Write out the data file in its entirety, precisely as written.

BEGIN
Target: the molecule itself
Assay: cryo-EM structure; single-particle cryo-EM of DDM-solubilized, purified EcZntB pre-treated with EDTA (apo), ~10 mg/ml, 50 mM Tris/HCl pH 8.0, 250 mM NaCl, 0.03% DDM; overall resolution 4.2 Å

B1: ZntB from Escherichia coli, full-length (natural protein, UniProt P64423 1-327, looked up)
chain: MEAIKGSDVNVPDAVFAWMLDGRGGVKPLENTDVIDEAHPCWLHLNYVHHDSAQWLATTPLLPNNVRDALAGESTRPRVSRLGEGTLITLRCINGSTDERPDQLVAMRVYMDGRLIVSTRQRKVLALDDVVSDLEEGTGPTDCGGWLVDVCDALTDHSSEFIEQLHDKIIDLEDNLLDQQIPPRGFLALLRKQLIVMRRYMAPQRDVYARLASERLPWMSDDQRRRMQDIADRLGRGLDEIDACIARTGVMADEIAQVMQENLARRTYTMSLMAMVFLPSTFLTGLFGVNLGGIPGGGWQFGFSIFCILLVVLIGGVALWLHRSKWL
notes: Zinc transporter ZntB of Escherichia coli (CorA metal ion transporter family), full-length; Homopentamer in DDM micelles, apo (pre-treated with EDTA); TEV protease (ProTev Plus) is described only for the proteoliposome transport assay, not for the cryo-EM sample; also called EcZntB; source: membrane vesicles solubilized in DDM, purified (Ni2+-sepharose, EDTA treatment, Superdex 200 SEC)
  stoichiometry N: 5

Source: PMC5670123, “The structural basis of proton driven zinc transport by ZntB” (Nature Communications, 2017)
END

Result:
Target: the molecule itself
Assay: cryo-EM structure; single-particle cryo-EM of DDM-solubilized, purified EcZntB pre-treated with EDTA (apo), ~10 mg/ml, 50 mM Tris/HCl pH 8.0, 250 mM NaCl, 0.03% DDM; overall resolution 4.2 Å

B1: ZntB from Escherichia coli, full-length (natural protein, UniProt P64423 1-327, looked up)
chain: MEAIKGSDVNVPDAVFAWMLDGRGGVKPLENTDVIDEAHPCWLHLNYVHHDSAQWLATTPLLPNNVRDALAGESTRPRVSRLGEGTLITLRCINGSTDERPDQLVAMRVYMDGRLIVSTRQRKVLALDDVVSDLEEGTGPTDCGGWLVDVCDALTDHSSEFIEQLHDKIIDLEDNLLDQQIPPRGFLALLRKQLIVMRRYMAPQRDVYARLASERLPWMSDDQRRRMQDIADRLGRGLDEIDACIARTGVMADEIAQVMQENLARRTYTMSLMAMVFLPSTFLTGLFGVNLGGIPGGGWQFGFSIFCILLVVLIGGVALWLHRSKWL
notes: Zinc transporter ZntB of Escherichia coli (CorA metal ion transporter family), full-length; Homopentamer in DDM micelles, apo (pre-treated with EDTA); TEV protease (ProTev Plus) is described only for the proteoliposome transport assay, not for the cryo-EM sample; also called EcZntB; source: membrane vesicles solubilized in DDM, purified (Ni2+-sepharose, EDTA treatment, Superdex 200 SEC)
  stoichiometry N: 5

Source: PMC5670123, “The structural basis of proton driven zinc transport by ZntB” (Nature Communications, 2017)